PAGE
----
By Tracy Heaton de Martinez
I admit, I am the mom that actually likes snow days. I understand that IPS is averse to cancelling school, and I completely support their efforts to avoid any academic delays and I am cognizant that our IPS schools provide safety and warm meals for many of our neighborhood children.
That said, I absolutely love letting our boys sleep in and then surprising them with the news that school has been cancelled for the day. I love making a big breakfast late in the morning, hanging out in our p.j.’s all day, playing games, baking treats, reading together and playing in the snow.
The heavy snow provided a gorgeous winter wonderland, a great day of sledding and a lengthy snow ball fight with our new neighbors before the dangerous cold settled in.
Our family considered ourselves to be quite lucky that we had power, heat, running water, cable and Internet access everyday. These modern conveniences are so commonplace that we rarely stop to think about our lives without them – until we don’t have them. We brought that awareness to our boys as we hosted friends one evening that had lost power for the day.
And while we were grateful for the chance keep our technology charged and ready to use, we took full advantage of the time together to play games. The types of games that we played did not require any technology. The games were even educational (maybe that was accidental; I will never admit that to my kids!) Our boys loved playing the games not because we kept score but because they enjoyed the challenge, they enjoyed being silly, and they simply enjoyed our time together.
We also took the time to read. We individually read our own books and articles, and we read a Harry Potter book together. We try to demonstrate to our boys that reading is fun, as well as a necessary part of our jobs, faith practice and volunteer work.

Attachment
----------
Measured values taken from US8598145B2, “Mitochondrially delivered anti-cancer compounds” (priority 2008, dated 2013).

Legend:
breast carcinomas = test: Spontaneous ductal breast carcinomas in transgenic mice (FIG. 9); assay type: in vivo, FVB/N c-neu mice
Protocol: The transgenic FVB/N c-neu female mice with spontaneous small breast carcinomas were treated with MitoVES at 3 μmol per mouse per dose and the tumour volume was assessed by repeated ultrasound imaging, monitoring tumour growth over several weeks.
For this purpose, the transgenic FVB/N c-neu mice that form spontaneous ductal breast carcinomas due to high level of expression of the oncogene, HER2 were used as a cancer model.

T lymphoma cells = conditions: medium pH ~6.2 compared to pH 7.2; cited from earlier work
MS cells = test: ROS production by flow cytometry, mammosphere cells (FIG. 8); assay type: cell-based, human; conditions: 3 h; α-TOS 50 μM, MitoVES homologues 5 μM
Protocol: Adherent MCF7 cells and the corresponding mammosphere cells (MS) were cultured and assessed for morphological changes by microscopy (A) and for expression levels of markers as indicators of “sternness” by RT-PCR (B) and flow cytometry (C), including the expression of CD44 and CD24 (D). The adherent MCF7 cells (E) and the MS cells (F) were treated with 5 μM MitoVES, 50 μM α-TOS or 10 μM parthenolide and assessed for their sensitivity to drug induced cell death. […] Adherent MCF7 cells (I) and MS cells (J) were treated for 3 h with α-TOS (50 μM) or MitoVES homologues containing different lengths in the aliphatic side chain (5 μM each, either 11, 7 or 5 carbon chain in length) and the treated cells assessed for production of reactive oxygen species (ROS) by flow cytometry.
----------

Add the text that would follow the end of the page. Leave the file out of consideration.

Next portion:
However, we completely failed at the “winter science” experiments. We threw the boiling water, and we blew bubbles hoping to see them freeze. Neither one of our experiments worked out the way we had read them about on the Internet. We tried to figure out together why these experiments didn’t work. We hope our failed attempts still provided an opportunity to learn for our boys, even if we were all a little bummed out.
We appreciated the winter break homework packet, as we directed our reluctant scholars to work on the packets each day. Admittedly, our appreciation for the packets may have been greater than that of our children.
So, I had my fill of snow day fun. We may not have needed this many days off from school, but our family took full advantage of the unplanned, unscheduled together time. Thank you IPS for making the best decision for the safety of all our children (and we loved it!)
About the author
Tracy Heaton de Martinez is an IPS parent. Her two boys attend Francis W. Parker Montessori School 56.